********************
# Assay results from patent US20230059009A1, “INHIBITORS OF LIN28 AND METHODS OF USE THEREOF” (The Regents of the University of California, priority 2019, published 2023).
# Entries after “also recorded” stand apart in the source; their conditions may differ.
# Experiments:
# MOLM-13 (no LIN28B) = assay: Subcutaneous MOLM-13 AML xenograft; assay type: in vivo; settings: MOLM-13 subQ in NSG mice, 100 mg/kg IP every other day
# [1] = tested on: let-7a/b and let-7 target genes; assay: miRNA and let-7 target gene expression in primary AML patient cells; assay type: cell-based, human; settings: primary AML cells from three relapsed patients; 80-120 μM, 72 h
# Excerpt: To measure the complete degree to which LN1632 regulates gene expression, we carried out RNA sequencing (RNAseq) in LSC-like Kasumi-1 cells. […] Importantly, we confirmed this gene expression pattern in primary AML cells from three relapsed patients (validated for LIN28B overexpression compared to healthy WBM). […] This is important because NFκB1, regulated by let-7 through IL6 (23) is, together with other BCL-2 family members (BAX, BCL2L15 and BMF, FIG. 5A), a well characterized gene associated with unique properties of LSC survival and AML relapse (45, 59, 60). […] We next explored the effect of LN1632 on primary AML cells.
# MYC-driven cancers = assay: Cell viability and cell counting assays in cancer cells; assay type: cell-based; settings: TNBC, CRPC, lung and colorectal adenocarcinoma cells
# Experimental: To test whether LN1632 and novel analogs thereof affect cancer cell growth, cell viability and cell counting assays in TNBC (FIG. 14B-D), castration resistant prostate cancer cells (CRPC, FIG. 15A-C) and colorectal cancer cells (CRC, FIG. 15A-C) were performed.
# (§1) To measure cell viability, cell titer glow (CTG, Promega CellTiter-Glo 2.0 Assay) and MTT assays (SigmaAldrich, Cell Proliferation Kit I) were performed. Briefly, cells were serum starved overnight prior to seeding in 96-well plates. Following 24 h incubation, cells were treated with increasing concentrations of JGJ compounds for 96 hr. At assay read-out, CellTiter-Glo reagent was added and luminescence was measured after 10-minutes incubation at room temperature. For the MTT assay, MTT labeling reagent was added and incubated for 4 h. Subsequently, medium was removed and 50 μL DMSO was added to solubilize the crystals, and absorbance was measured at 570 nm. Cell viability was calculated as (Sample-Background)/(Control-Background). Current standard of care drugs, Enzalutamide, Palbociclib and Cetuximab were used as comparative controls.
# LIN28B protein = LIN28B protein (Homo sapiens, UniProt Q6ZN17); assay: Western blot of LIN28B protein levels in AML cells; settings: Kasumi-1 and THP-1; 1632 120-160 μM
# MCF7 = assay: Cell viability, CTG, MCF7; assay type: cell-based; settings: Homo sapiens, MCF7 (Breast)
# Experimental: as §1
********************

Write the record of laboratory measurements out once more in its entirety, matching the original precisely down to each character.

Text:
# Assay results from patent US20230059009A1, “INHIBITORS OF LIN28 AND METHODS OF USE THEREOF” (The Regents of the University of California, priority 2019, published 2023).
# Entries after “also recorded” stand apart in the source; their conditions may differ.
# Experiments:
# MOLM-13 (no LIN28B) = assay: Subcutaneous MOLM-13 AML xenograft; assay type: in vivo; settings: MOLM-13 subQ in NSG mice, 100 mg/kg IP every other day
# [1] = tested on: let-7a/b and let-7 target genes; assay: miRNA and let-7 target gene expression in primary AML patient cells; assay type: cell-based, human; settings: primary AML cells from three relapsed patients; 80-120 μM, 72 h
# Excerpt: To measure the complete degree to which LN1632 regulates gene expression, we carried out RNA sequencing (RNAseq) in LSC-like Kasumi-1 cells. […] Importantly, we confirmed this gene expression pattern in primary AML cells from three relapsed patients (validated for LIN28B overexpression compared to healthy WBM). […] This is important because NFκB1, regulated by let-7 through IL6 (23) is, together with other BCL-2 family members (BAX, BCL2L15 and BMF, FIG. 5A), a well characterized gene associated with unique properties of LSC survival and AML relapse (45, 59, 60). […] We next explored the effect of LN1632 on primary AML cells.
# MYC-driven cancers = assay: Cell viability and cell counting assays in cancer cells; assay type: cell-based; settings: TNBC, CRPC, lung and colorectal adenocarcinoma cells
# Experimental: To test whether LN1632 and novel analogs thereof affect cancer cell growth, cell viability and cell counting assays in TNBC (FIG. 14B-D), castration resistant prostate cancer cells (CRPC, FIG. 15A-C) and colorectal cancer cells (CRC, FIG. 15A-C) were performed.
# (§1) To measure cell viability, cell titer glow (CTG, Promega CellTiter-Glo 2.0 Assay) and MTT assays (SigmaAldrich, Cell Proliferation Kit I) were performed. Briefly, cells were serum starved overnight prior to seeding in 96-well plates. Following 24 h incubation, cells were treated with increasing concentrations of JGJ compounds for 96 hr. At assay read-out, CellTiter-Glo reagent was added and luminescence was measured after 10-minutes incubation at room temperature. For the MTT assay, MTT labeling reagent was added and incubated for 4 h. Subsequently, medium was removed and 50 μL DMSO was added to solubilize the crystals, and absorbance was measured at 570 nm. Cell viability was calculated as (Sample-Background)/(Control-Background). Current standard of care drugs, Enzalutamide, Palbociclib and Cetuximab were used as comparative controls.
# LIN28B protein = LIN28B protein (Homo sapiens, UniProt Q6ZN17); assay: Western blot of LIN28B protein levels in AML cells; settings: Kasumi-1 and THP-1; 1632 120-160 μM
# MCF7 = assay: Cell viability, CTG, MCF7; assay type: cell-based; settings: Homo sapiens, MCF7 (Breast)
# Experimental: as §1